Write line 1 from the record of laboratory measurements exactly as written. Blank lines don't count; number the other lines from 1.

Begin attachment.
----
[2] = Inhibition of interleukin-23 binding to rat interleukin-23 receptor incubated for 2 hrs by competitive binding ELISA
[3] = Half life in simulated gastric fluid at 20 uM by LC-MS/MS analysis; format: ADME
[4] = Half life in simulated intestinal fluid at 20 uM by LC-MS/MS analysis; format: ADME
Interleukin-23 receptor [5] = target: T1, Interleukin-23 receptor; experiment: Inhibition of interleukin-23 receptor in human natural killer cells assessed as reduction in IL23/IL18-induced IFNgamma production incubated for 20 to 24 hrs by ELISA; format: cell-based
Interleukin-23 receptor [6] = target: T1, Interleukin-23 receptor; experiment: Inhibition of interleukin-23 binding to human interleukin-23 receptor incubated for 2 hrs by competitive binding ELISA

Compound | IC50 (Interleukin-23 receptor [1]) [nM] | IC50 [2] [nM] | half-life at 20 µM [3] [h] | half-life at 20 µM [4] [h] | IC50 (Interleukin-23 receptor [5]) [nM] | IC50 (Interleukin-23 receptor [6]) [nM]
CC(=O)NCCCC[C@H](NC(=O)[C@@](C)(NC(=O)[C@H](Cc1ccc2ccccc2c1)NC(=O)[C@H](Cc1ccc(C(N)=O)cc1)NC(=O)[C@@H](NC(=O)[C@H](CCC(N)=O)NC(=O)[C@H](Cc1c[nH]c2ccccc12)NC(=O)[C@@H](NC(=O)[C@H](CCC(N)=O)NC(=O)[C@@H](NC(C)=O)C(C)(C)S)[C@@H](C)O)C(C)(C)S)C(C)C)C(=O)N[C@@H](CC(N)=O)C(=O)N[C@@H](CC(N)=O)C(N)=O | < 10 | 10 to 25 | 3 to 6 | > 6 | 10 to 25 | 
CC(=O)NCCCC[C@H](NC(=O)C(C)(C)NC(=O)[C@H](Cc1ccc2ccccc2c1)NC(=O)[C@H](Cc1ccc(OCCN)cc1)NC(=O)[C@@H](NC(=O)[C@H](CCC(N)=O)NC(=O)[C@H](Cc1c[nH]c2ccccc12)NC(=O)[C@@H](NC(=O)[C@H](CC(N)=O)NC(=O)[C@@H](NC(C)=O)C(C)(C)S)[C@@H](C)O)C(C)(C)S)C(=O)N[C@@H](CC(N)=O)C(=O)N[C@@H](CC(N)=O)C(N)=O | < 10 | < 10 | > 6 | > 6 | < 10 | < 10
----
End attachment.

[2] = Inhibition of interleukin-23 binding to rat interleukin-23 receptor incubated for 2 hrs by competitive binding ELISA